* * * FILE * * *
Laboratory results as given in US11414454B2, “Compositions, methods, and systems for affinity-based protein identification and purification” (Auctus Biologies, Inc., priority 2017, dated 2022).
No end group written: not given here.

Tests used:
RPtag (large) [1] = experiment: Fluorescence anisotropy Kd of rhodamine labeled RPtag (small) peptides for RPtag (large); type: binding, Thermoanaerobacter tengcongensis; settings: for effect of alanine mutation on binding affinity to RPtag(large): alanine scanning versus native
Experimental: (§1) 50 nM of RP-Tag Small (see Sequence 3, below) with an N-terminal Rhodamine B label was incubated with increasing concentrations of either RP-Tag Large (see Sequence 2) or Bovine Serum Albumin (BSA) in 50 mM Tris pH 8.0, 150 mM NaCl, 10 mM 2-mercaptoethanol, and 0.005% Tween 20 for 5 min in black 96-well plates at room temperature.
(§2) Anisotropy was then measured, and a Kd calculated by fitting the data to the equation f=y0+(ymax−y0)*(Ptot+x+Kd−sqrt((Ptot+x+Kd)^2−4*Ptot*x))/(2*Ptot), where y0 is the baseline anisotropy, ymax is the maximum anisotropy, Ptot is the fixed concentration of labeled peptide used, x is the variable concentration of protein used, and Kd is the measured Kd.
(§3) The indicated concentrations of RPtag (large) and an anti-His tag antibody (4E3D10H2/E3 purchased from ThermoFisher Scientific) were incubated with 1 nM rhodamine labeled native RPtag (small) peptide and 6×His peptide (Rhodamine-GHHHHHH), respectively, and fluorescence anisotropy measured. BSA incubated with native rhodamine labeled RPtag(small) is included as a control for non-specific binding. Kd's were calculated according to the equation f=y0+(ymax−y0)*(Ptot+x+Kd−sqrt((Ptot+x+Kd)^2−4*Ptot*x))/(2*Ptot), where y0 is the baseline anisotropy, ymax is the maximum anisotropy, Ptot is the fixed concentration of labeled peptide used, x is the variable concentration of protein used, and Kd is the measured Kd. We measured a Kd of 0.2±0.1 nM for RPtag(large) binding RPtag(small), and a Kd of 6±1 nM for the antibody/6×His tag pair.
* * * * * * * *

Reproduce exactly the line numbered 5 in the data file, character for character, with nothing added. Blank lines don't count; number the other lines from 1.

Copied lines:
Experimental: (§1) 50 nM of RP-Tag Small (see Sequence 3, below) with an N-terminal Rhodamine B label was incubated with increasing concentrations of either RP-Tag Large (see Sequence 2) or Bovine Serum Albumin (BSA) in 50 mM Tris pH 8.0, 150 mM NaCl, 10 mM 2-mercaptoethanol, and 0.005% Tween 20 for 5 min in black 96-well plates at room temperature.